As referenced in my I-am-not-a-teenager post, I mentioned I visited a small town in eastern Ontario. Vankleek Hill is located approximately one hour west of Montreal. Although I will quite frankly never turn down an [affordable] excursion outside of the island (which I refrain from grumpily and dramatically referring to as Gotham), my main reason for accepting an invitation to Vankleek Hill was because I was interested in visiting Beau’s Brewery. Beau’s is a family-owned, organic brewery, offering tours, tastings, and a delightful rustically charming gift stop.
Enter into the show room/shop area. There, you’ll be greeted by friendly staff members. Inquire about tours, which are offered every hour except during lunch. Tours are available in both English and French. I know, I know, I should have gone for French to practice, but I was with other people and didn’t have the heart to force them into a French tour simply so that I could practice.
The tour starts with an explanation of the ingredients. Sniffs are encouraged.
After sufficiently sniffing ingredients, you’ll put on your oh-so-trendy safety glasses. If you’re like me and rotate between glasses and contacts, this might be a day for your glasses. Those with actual glasses can skip the safety glasses requirement. Everyone can skip the gleefully silly look I displayed, however.
You’ll receive explanations for all machinery, pass by the bottling station, and learn about how the brewery reuses water and ingredients whenever possible. Their leftover materials are often shared with local farmers to decrease the amount of waste, and thus the carbon footprint, the brewery produces. Because you ought to visit yourself, I’ll keep my details limited. And yep, it’s been a few weeks since I visited, so details are fuzzier than before!
I’d love to visit with better photography skills. I think playing with shutter speed at the bottling station would have resulted in delightful photos. But alas, my skills (and lenses) are lacking.
After the tour/description of the facilities, you’ll head back to the showroom/shop for the fun part: the tasting.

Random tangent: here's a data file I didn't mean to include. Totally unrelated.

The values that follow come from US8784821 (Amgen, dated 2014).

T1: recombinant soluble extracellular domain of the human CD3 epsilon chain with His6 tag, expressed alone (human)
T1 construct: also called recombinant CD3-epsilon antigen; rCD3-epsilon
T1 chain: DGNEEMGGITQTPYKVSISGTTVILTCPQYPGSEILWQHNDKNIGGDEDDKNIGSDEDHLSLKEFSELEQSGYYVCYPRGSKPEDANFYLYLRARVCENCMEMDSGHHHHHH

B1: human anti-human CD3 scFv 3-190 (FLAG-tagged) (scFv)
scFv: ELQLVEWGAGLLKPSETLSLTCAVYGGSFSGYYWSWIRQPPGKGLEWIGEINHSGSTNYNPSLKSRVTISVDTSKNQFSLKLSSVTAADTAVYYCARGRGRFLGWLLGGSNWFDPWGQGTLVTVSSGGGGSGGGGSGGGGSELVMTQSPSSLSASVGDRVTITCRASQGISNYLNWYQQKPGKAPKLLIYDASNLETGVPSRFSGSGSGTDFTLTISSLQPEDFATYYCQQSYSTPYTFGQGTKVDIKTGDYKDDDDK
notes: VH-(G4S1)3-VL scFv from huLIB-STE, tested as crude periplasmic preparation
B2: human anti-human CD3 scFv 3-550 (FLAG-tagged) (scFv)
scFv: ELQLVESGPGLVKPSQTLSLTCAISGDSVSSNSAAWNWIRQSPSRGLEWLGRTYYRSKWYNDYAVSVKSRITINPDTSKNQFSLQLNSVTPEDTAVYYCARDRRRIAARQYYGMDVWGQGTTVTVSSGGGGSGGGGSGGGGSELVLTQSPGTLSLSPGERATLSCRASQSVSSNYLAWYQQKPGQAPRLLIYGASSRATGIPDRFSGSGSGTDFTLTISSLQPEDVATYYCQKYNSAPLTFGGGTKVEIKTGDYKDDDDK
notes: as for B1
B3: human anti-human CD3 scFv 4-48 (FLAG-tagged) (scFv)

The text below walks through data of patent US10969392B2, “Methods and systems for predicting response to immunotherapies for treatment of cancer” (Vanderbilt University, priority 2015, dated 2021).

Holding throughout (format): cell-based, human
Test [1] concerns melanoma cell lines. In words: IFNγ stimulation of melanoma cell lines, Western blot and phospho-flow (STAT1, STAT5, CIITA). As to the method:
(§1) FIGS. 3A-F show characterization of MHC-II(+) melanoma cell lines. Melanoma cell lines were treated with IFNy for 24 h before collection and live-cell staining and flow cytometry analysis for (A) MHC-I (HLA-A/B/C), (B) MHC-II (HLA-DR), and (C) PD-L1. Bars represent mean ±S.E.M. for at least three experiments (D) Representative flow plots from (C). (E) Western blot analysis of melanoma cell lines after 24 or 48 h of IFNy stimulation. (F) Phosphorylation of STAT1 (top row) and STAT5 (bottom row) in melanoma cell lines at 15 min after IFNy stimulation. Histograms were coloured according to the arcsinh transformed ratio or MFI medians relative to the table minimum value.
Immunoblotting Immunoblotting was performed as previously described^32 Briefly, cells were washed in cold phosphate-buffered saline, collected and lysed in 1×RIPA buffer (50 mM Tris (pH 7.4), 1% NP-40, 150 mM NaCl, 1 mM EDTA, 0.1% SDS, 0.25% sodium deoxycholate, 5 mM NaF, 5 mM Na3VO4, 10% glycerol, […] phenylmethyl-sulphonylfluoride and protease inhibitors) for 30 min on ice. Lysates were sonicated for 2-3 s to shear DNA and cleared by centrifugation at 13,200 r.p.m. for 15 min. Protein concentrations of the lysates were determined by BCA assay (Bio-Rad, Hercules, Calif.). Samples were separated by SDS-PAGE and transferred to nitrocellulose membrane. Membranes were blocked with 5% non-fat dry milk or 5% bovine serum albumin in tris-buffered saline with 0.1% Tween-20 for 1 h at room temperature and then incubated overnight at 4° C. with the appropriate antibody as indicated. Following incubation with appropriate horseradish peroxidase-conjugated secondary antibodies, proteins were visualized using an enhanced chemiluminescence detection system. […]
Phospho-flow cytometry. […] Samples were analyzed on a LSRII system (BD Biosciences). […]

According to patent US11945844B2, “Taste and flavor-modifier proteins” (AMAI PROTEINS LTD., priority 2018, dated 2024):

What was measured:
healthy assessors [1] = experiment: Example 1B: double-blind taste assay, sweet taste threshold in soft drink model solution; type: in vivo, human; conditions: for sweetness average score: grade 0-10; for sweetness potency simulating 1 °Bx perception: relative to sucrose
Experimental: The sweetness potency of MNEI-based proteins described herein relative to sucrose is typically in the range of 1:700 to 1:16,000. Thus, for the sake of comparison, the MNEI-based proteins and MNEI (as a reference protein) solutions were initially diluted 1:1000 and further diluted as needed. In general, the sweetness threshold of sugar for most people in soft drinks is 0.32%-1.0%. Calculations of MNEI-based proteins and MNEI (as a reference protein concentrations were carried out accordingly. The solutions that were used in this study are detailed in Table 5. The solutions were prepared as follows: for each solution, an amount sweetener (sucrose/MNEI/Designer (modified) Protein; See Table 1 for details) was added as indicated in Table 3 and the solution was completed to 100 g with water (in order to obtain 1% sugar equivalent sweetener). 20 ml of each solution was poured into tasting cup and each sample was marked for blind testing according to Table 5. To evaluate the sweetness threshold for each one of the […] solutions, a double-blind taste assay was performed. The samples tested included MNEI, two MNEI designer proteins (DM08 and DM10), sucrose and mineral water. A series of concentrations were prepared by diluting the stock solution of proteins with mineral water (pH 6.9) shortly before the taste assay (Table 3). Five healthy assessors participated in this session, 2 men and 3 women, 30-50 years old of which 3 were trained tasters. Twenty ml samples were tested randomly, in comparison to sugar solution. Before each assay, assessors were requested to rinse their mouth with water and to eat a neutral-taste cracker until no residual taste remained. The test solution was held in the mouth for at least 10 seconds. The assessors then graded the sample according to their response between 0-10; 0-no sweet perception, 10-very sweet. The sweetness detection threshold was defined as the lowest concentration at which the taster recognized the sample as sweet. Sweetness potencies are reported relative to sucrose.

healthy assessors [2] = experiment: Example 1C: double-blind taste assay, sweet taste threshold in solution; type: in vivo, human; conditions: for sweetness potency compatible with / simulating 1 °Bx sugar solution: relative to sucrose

After you’ve sampled a bit, decide on your take-home purchases. There are plenty of t-shirts, glasses, steins, and beers to choose from.
On your way out, take a minute to appreciate the idyllic surroundings. And the sunflowers. Being awkward in front of the camera is optional.
Vankleek Hill is a small town of about 2,000. The other city-raised folk with me really felt the quaintness of the town. I found their reactions a little funny, but it was also funny that I, a girl from a town of what used to have a population of 485, felt that 2,000 is tiny.
After touring the brewery, we looked for a place to eat. We stopped at Sam’s Kitchen on Main Street. The name of the cafe is the honest-to-God truth: it really is Sam’s kitchen. Well, technically, I’m no longer sure if Sam is the name of the woman operating it, or of one of her children. But the cafe is attached to the home, and the owner offers the public the same food she offers to her family.
She didn’t have any pre-made veggie sandwiches made, but was more than happy to prepare something for me when I asked. The owner also explained that one of her specialties is her homemade frozen dinners. They looked much, much more enticing than the likes of a Lean Cuisine, and I can only imagine that if I lived in this town, I’d stop by on busy days to grab an easy, reheat-able meal.
There is a variety of local artisan products offered on a shelf inside the store. Well, all products are local, except for the African art, of course. The eclectic choice of all local–except African art–was intriguing.
When heading into Vankleek Hill, you’ll notice the “Gingerbread Capital” sign that welcomes you into town. After noting this, we were delighted that Sam’s Kitchen offers homemade gingerbread cookies. However, we learned that the title of Gingerbread Capital is actually related to a type of architecture, not the cookies. The sign is a bit misleading….but the cookies were delicious.
Here’s an example of the architecture.
Look for it on over 100 houses in the area.
And for no other reason that libraries are adorable (and, okay, that whole eight-years-working-in-libraries thing), here’s a photo of the town library.
If you’re interested in the architecture, the beer, or simply a visit to a small town, it’s worth the hour trip. We have it on good authority that there is also a small local art museum in town.
Since Jordan wasn’t able to join us for the outing, I purchased a couple bottles to bring home for him. We sipped them on the balcony. (Glasses were used, I assure you, but no photographs exist to prove this).
After parking woes with my parents (who visited this week), I certainly am happy/relieved that we no longer have a vehicle in Montreal, but I miss day trips! I was extremely grateful for the trip to the countryside. Little excursions of this nature are so perfect. Especially when I just hop along for the ride and don’t have to do any of the planning.
Thanks, dudes, for letting me join (even if you made me feel old[er than you]…)